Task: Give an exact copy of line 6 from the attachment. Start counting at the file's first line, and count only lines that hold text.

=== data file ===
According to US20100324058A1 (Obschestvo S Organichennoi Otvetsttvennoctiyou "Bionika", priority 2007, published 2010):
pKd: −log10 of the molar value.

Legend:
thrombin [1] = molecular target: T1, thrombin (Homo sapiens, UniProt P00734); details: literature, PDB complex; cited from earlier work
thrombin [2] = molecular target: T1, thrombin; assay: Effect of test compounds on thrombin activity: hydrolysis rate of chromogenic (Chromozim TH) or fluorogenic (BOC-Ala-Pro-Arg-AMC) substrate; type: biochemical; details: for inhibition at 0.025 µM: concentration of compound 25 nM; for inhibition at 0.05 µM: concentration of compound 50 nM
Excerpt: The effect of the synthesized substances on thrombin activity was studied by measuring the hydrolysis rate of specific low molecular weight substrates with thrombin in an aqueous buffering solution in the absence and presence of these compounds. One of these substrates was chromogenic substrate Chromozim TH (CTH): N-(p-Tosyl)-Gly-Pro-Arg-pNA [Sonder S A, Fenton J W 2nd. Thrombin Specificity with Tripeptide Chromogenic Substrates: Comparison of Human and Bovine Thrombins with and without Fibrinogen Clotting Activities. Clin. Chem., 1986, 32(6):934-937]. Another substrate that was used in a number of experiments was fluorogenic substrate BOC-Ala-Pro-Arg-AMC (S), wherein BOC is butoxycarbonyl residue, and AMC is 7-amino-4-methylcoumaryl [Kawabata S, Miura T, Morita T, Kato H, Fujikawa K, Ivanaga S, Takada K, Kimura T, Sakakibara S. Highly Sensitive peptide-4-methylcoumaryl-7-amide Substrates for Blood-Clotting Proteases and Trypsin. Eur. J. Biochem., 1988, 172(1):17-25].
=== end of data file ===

Excerpt: The effect of the synthesized substances on thrombin activity was studied by measuring the hydrolysis rate of specific low molecular weight substrates with thrombin in an aqueous buffering solution in the absence and presence of these compounds. One of these substrates was chromogenic substrate Chromozim TH (CTH): N-(p-Tosyl)-Gly-Pro-Arg-pNA [Sonder S A, Fenton J W 2nd. Thrombin Specificity with Tripeptide Chromogenic Substrates: Comparison of Human and Bovine Thrombins with and without Fibrinogen Clotting Activities. Clin. Chem., 1986, 32(6):934-937]. Another substrate that was used in a number of experiments was fluorogenic substrate BOC-Ala-Pro-Arg-AMC (S), wherein BOC is butoxycarbonyl residue, and AMC is 7-amino-4-methylcoumaryl [Kawabata S, Miura T, Morita T, Kato H, Fujikawa K, Ivanaga S, Takada K, Kimura T, Sakakibara S. Highly Sensitive peptide-4-methylcoumaryl-7-amide Substrates for Blood-Clotting Proteases and Trypsin. Eur. J. Biochem., 1988, 172(1):17-25].